A provocative reappraisal of Wellington's military career, his victory at Waterloo, and the source of his genius as a general
Arthur Wellesley, Duke of Wellington, lives on in popular memory as the "Invincible General," loved by his men, admired by his peers, formidable to his opponents. This incisive book revises such a portrait, offering an accurate-and controversial-new analysis of Wellington's remarkable military career. Unlike his nemesis Napoleon, Wellington was by no means a man of innate military talent, Huw J. Davies argues. Instead, the key to Wellington's military success was an exceptionally keen understanding of the relationship between politics and war.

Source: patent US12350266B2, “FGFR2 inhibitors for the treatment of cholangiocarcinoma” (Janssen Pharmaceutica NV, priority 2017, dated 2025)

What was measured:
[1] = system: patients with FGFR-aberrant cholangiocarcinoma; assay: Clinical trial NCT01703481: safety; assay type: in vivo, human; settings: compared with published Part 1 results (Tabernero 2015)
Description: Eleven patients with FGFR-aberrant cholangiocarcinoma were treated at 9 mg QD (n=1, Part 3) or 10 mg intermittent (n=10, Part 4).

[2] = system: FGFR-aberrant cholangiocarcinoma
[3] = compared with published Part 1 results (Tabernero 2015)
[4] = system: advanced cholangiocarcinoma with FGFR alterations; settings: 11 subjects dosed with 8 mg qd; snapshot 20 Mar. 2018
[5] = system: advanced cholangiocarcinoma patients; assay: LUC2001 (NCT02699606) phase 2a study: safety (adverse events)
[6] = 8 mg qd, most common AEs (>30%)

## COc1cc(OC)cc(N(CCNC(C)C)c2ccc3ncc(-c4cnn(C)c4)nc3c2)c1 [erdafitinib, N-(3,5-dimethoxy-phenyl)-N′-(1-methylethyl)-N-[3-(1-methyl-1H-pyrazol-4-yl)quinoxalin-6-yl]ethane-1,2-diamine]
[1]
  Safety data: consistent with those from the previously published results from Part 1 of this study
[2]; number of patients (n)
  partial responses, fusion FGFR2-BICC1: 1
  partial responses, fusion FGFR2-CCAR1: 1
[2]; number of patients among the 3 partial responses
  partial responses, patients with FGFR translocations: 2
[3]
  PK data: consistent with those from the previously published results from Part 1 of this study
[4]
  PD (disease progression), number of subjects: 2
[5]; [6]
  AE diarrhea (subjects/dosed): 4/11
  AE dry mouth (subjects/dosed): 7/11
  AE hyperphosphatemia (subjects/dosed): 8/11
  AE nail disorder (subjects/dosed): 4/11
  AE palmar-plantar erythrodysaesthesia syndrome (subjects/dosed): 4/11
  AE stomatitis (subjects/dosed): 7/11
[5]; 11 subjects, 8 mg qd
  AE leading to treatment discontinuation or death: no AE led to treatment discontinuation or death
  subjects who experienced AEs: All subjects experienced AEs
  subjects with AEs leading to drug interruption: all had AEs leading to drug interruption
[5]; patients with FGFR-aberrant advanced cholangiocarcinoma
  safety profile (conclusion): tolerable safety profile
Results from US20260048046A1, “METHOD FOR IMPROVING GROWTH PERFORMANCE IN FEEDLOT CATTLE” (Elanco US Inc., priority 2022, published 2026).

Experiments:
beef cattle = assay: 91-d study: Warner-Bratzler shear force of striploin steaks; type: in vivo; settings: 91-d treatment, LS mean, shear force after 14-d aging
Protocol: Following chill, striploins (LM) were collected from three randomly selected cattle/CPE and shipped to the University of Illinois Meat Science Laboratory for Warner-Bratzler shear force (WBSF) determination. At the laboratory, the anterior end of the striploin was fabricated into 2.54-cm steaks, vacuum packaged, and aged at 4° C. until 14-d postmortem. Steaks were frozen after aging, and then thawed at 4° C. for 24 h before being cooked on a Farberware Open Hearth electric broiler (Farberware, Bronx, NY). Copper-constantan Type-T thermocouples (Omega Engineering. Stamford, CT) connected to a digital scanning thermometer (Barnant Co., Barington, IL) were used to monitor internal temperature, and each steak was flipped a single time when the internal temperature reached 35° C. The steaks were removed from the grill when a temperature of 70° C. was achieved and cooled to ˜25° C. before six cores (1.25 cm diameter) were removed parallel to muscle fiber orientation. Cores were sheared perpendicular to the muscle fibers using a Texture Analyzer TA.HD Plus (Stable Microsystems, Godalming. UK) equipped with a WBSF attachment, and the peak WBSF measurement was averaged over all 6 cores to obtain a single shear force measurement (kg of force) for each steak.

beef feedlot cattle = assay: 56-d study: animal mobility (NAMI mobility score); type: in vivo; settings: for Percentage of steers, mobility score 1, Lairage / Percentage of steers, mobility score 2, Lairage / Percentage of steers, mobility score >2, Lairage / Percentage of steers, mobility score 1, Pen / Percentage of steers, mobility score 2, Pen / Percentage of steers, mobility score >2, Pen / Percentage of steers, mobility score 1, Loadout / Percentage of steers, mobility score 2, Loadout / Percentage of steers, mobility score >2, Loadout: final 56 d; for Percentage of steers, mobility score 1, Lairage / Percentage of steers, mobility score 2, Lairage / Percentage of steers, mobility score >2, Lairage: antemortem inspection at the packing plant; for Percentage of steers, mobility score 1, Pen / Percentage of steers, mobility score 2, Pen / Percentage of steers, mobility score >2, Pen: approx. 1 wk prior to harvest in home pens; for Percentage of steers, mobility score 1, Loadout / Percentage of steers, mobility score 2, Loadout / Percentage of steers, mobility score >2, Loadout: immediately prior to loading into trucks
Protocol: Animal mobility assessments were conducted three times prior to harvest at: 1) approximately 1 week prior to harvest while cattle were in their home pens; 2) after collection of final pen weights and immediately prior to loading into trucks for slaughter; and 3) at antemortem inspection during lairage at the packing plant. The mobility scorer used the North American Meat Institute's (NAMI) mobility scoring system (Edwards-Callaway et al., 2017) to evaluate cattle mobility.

Drawing on extensive primary research, Davies discusses Wellington's military apprenticeship in India, where he learned through mistakes as well as successes how to plan campaigns, organize and use intelligence, and negotiate with allies. In India Wellington encountered the constant political machinations of indigenous powers, and it was there that he apprenticed in the crucial skill of balancing conflicting political priorities. In later campaigns and battles, including the Peninsular War and Waterloo, Wellington's genius for strategy, operations, and tactics emerged. For his success in the art of war, he came to rely on his art as a politician and tactician. This strikingly original book shows how Wellington made even unlikely victories possible-with a well-honed political brilliance that underpinned all of his military achievements.